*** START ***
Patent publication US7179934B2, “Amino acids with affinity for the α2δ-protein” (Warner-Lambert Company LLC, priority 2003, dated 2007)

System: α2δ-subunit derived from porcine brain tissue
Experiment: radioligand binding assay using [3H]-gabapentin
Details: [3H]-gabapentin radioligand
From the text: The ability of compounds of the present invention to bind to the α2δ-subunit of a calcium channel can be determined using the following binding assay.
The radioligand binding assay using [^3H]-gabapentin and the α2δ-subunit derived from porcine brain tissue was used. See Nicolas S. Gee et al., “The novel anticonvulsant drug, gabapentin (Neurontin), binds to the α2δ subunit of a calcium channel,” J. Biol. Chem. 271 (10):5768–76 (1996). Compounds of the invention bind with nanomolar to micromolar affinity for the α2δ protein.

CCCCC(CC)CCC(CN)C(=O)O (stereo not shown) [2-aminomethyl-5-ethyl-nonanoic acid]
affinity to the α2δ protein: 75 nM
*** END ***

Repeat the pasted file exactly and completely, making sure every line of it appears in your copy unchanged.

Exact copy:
Patent publication US7179934B2, “Amino acids with affinity for the α2δ-protein” (Warner-Lambert Company LLC, priority 2003, dated 2007)

System: α2δ-subunit derived from porcine brain tissue
Experiment: radioligand binding assay using [3H]-gabapentin
Details: [3H]-gabapentin radioligand
From the text: The ability of compounds of the present invention to bind to the α2δ-subunit of a calcium channel can be determined using the following binding assay.
The radioligand binding assay using [^3H]-gabapentin and the α2δ-subunit derived from porcine brain tissue was used. See Nicolas S. Gee et al., “The novel anticonvulsant drug, gabapentin (Neurontin), binds to the α2δ subunit of a calcium channel,” J. Biol. Chem. 271 (10):5768–76 (1996). Compounds of the invention bind with nanomolar to micromolar affinity for the α2δ protein.

CCCCC(CC)CCC(CN)C(=O)O (stereo not shown) [2-aminomethyl-5-ethyl-nonanoic acid]
affinity to the α2δ protein: 75 nM